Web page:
AS winter passes by the drivers are being reminded of the laws around driving and safety over Christmas.

Driving with snow on your car

There are no laws specifically prohibiting this, but rule 229 of the Highway Code states that you must be able to see clearly, so you should make sure that there is no snow on your windscreen.

Section 3 of the Road Traffic Act, states: “If a person drives a mechanically propelled vehicle on a road or other public place without due care and attention, or without reasonable consideration for other persons using the road or place, he is guilty of an offence.”

This means that if any snow should fall from your roof onto the windscreen and block your view, or perhaps fall off and endanger other drivers or pedestrians, then you could face three points on your license and a £60 fine.

Driving with a frozen or misty windscreen

The Road Vehicles (Construction and Use) Regulation 30 states that: “All glass or other transparent material fitted to a motor vehicle shall be maintained in such condition that it does not obscure the vision of the driver while the vehicle is being driven on a road.”

This means that it’s up to the driver to make sure their windows are free of ice and fog so that they can clearly see the road, with the punishment being the same as for the previous offence, three points and a £60 fine.

Leaving the engine running to deice windows

But aside from wasting fuel, you could also be in breach of the law and face a £20 fixed-penalty fine (rising to £40 if not paid on time and even up to £80 in certain areas of London where there are extra measures to cut emissions).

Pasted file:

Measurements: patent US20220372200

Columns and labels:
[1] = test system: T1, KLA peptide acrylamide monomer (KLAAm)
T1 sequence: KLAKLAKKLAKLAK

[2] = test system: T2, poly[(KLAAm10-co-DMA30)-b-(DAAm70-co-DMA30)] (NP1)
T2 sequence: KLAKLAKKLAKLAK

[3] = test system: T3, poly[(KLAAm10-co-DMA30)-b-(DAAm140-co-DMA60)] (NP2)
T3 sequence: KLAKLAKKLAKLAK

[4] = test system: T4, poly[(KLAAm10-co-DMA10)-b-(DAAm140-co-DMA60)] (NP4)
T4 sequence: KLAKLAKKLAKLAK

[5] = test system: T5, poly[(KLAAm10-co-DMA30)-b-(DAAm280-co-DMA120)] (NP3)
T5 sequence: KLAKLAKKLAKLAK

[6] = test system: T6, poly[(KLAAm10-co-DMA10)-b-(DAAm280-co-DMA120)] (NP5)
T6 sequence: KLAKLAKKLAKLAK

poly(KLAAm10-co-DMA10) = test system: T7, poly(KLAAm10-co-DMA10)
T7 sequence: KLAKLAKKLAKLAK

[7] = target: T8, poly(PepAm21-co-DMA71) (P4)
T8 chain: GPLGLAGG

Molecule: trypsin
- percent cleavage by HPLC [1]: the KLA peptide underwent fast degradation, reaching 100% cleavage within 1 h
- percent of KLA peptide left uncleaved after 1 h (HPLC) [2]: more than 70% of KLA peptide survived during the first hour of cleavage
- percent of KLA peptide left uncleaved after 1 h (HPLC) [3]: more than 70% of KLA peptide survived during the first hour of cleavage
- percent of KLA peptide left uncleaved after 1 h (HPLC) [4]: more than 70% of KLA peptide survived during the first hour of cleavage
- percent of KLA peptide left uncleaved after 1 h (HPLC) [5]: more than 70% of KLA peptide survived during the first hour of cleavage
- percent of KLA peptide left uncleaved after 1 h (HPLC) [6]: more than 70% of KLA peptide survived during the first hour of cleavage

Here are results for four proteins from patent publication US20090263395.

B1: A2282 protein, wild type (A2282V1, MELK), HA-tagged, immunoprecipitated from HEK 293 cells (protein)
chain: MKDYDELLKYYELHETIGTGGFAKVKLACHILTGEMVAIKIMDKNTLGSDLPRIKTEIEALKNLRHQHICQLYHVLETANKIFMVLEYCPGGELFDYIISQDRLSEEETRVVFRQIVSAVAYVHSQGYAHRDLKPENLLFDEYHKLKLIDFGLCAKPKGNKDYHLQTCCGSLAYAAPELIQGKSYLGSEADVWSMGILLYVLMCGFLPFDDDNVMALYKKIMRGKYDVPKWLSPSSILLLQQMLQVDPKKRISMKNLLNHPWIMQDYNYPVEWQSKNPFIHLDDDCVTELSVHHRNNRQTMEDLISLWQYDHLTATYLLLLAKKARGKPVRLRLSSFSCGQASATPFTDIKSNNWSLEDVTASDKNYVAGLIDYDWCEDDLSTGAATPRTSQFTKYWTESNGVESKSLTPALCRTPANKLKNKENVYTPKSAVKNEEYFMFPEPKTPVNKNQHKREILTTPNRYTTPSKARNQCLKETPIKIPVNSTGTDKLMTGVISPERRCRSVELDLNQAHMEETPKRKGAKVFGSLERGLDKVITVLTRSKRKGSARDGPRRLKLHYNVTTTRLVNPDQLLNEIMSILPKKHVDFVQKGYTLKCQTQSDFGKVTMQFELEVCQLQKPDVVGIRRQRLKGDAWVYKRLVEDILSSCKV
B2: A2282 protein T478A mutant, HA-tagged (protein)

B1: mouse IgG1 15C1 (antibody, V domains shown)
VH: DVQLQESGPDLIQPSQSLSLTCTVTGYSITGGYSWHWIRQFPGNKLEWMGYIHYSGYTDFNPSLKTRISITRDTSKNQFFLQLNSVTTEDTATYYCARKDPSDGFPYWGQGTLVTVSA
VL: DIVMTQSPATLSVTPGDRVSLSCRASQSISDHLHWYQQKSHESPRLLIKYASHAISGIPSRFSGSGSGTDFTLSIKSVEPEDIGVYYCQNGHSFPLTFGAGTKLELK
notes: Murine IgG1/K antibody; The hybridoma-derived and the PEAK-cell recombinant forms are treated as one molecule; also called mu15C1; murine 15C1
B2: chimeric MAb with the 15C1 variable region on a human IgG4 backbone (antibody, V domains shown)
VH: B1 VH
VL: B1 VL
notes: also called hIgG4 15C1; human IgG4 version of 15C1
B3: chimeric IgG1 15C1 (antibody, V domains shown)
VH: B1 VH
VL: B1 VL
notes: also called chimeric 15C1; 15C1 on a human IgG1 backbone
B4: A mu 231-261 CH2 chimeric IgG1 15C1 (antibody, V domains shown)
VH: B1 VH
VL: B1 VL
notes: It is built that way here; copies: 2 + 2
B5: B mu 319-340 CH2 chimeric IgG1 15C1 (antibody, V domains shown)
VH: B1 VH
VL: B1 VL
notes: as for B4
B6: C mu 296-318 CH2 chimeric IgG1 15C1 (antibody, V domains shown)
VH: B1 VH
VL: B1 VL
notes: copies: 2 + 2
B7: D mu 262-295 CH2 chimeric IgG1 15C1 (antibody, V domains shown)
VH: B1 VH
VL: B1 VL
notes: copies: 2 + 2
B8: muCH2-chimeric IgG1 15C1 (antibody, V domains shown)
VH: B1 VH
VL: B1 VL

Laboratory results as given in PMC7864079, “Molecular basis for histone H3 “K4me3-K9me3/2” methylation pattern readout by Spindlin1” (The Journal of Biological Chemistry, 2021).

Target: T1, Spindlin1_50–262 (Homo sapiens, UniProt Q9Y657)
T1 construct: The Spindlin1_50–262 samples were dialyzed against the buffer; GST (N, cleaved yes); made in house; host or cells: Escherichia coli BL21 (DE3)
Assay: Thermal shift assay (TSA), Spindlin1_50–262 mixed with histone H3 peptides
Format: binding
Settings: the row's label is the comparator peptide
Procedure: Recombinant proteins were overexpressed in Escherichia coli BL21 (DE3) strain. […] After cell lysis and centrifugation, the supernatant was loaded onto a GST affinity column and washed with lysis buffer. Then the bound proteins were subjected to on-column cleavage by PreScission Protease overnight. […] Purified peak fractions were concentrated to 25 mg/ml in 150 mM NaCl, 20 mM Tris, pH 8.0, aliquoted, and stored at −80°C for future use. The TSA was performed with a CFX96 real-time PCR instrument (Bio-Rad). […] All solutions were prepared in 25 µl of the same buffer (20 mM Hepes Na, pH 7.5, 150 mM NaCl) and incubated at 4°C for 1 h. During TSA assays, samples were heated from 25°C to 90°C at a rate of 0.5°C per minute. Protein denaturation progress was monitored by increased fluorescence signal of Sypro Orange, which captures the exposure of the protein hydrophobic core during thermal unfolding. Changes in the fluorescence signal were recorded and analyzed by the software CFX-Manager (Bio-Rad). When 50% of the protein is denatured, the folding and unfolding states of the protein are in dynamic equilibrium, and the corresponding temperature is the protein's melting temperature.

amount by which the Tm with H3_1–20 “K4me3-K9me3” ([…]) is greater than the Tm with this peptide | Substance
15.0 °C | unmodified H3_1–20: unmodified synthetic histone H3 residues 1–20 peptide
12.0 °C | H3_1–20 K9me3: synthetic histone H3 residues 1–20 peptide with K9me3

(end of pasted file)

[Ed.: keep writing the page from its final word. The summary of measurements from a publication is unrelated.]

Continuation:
This is because the Road Vehicles (Construction and Use) Regulation 107 states: “No person shall leave, or cause or permit to be left, on a road a motor vehicle which is not attended by a person licensed to drive it unless the engine is stopped and any parking brake with which the vehicle is required to be equipped is effectively set.”


While this doesn’t specifically cover leaving the car running on a private driveway, the damage to the environment and the risk of an opportunistic thief taking advantage should be enough to advice caution.

Driving in wellies

This is not strictly illegal, but it is something to take note of. Rule 97 of the Highway Code says that you must make sure that your “clothing and footwear do not prevent you using the controls in the correct manner”.

Winter emergency kits

Another “law” that many people don’t realise isn’t actually a legal requirement is keeping a winter emergency kit in the car during the colder months.

You never expect to break down, so having things such as deicer, jump leads and reflective warning signs can come in very handy if you ever do need them.

Keeping lights and number plates clean

Over the course of winter, cars can easily build up a layer of muck and while, but it’s not an offence to have a dirty car, there are two parts of the vehicle that you must keep clean.

Both your lights and number plate need to be unobscured and readable

The penalty for falling foul of it is a significant one, plus a fine of up to £1,000.

Using fog lights

Fog lights can be a lifesaver in the right scenarios, but if you’ve ever had an oncoming driver coming towards you with them on, you’ll know how dazzling, and potentially dangerous, it can be.